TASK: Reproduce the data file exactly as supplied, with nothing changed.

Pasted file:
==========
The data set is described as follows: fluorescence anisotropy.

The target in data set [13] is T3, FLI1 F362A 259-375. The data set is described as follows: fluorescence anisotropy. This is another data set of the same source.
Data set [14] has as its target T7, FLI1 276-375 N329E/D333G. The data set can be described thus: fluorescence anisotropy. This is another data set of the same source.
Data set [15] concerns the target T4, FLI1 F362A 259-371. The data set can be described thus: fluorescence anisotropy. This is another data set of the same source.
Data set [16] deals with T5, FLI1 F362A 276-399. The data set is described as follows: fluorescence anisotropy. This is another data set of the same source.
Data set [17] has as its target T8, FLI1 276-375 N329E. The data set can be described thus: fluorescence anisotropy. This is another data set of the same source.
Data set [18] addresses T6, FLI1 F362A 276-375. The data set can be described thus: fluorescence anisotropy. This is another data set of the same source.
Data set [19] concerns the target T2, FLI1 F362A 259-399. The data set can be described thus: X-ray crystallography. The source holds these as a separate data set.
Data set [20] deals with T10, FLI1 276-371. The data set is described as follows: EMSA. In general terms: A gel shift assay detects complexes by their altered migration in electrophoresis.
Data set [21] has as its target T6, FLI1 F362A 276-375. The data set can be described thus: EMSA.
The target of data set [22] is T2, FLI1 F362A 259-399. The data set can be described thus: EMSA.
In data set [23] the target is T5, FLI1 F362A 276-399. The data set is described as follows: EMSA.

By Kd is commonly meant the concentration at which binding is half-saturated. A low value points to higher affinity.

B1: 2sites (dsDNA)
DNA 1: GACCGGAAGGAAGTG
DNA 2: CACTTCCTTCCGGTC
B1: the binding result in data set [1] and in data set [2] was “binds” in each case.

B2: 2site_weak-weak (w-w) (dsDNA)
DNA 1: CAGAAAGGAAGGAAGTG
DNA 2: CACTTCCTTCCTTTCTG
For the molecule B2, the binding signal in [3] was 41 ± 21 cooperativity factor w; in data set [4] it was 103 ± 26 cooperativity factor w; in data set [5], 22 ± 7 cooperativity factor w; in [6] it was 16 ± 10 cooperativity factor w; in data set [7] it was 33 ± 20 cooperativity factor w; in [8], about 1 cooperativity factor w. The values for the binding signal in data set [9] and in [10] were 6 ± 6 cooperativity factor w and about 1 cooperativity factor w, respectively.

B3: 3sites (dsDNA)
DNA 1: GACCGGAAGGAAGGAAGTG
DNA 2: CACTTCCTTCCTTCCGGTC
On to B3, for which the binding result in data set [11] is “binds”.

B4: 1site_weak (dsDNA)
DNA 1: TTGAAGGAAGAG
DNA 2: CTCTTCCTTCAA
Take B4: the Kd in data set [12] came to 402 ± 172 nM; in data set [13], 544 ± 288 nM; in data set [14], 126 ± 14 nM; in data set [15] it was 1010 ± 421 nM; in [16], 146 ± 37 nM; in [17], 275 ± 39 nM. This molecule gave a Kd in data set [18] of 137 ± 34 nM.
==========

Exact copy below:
The data set is described as follows: fluorescence anisotropy.

The target in data set [13] is T3, FLI1 F362A 259-375. The data set is described as follows: fluorescence anisotropy. This is another data set of the same source.
Data set [14] has as its target T7, FLI1 276-375 N329E/D333G. The data set can be described thus: fluorescence anisotropy. This is another data set of the same source.
Data set [15] concerns the target T4, FLI1 F362A 259-371. The data set can be described thus: fluorescence anisotropy. This is another data set of the same source.
Data set [16] deals with T5, FLI1 F362A 276-399. The data set is described as follows: fluorescence anisotropy. This is another data set of the same source.
Data set [17] has as its target T8, FLI1 276-375 N329E. The data set can be described thus: fluorescence anisotropy. This is another data set of the same source.
Data set [18] addresses T6, FLI1 F362A 276-375. The data set can be described thus: fluorescence anisotropy. This is another data set of the same source.
Data set [19] concerns the target T2, FLI1 F362A 259-399. The data set can be described thus: X-ray crystallography. The source holds these as a separate data set.
Data set [20] deals with T10, FLI1 276-371. The data set is described as follows: EMSA. In general terms: A gel shift assay detects complexes by their altered migration in electrophoresis.
Data set [21] has as its target T6, FLI1 F362A 276-375. The data set can be described thus: EMSA.
The target of data set [22] is T2, FLI1 F362A 259-399. The data set can be described thus: EMSA.
In data set [23] the target is T5, FLI1 F362A 276-399. The data set is described as follows: EMSA.

By Kd is commonly meant the concentration at which binding is half-saturated. A low value points to higher affinity.

B1: 2sites (dsDNA)
DNA 1: GACCGGAAGGAAGTG
DNA 2: CACTTCCTTCCGGTC
B1: the binding result in data set [1] and in data set [2] was “binds” in each case.

B2: 2site_weak-weak (w-w) (dsDNA)
DNA 1: CAGAAAGGAAGGAAGTG
DNA 2: CACTTCCTTCCTTTCTG
For the molecule B2, the binding signal in [3] was 41 ± 21 cooperativity factor w; in data set [4] it was 103 ± 26 cooperativity factor w; in data set [5], 22 ± 7 cooperativity factor w; in [6] it was 16 ± 10 cooperativity factor w; in data set [7] it was 33 ± 20 cooperativity factor w; in [8], about 1 cooperativity factor w. The values for the binding signal in data set [9] and in [10] were 6 ± 6 cooperativity factor w and about 1 cooperativity factor w, respectively.

B3: 3sites (dsDNA)
DNA 1: GACCGGAAGGAAGGAAGTG
DNA 2: CACTTCCTTCCTTCCGGTC
On to B3, for which the binding result in data set [11] is “binds”.

B4: 1site_weak (dsDNA)
DNA 1: TTGAAGGAAGAG
DNA 2: CTCTTCCTTCAA
Take B4: the Kd in data set [12] came to 402 ± 172 nM; in data set [13], 544 ± 288 nM; in data set [14], 126 ± 14 nM; in data set [15] it was 1010 ± 421 nM; in [16], 146 ± 37 nM; in [17], 275 ± 39 nM. This molecule gave a Kd in data set [18] of 137 ± 34 nM.